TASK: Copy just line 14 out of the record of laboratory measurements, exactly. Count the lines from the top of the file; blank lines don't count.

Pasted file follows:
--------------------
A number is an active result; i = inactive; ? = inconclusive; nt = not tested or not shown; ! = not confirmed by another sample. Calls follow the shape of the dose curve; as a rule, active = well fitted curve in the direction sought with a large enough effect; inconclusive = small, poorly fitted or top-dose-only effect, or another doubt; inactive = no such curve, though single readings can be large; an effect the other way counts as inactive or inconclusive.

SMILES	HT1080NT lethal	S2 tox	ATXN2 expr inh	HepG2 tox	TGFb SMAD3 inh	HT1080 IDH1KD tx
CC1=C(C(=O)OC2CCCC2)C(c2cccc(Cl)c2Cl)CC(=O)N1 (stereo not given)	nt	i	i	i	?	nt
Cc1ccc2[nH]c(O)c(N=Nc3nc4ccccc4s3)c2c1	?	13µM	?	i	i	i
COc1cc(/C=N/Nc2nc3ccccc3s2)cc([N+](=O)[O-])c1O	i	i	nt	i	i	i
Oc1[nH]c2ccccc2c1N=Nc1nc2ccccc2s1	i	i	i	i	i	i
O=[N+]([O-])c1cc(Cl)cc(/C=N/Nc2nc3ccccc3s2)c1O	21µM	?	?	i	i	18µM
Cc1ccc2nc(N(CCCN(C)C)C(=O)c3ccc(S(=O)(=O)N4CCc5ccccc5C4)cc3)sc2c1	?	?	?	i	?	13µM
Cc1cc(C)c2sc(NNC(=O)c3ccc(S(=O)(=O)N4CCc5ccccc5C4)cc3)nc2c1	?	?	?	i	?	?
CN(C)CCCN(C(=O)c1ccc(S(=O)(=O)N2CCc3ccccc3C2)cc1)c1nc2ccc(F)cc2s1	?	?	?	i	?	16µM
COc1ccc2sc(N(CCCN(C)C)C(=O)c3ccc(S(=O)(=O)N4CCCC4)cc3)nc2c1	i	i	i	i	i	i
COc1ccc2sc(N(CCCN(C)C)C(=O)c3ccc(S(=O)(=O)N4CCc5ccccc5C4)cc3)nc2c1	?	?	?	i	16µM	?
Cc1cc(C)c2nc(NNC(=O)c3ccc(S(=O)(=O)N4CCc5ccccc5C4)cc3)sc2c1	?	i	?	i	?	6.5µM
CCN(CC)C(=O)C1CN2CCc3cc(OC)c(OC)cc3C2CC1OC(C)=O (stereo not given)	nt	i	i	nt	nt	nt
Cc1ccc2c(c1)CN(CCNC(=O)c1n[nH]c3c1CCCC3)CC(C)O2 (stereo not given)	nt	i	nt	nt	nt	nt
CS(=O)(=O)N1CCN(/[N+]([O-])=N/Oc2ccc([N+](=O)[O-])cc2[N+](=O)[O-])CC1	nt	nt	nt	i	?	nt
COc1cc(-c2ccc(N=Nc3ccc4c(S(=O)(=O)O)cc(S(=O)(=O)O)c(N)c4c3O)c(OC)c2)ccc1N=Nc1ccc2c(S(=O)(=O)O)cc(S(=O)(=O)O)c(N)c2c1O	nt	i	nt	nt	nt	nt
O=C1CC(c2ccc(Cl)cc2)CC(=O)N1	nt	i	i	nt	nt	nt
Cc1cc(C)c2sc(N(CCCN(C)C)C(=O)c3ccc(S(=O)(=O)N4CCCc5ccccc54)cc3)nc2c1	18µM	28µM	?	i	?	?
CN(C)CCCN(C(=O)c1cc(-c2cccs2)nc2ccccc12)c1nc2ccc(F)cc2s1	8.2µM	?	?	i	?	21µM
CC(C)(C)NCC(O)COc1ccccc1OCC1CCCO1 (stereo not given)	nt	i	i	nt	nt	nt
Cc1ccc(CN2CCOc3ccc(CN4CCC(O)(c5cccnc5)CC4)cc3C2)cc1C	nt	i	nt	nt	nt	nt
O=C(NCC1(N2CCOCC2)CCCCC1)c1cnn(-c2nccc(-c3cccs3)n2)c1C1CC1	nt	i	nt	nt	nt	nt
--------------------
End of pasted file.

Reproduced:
CCN(CC)C(=O)C1CN2CCc3cc(OC)c(OC)cc3C2CC1OC(C)=O (stereo not given)	nt	i	i	nt	nt	nt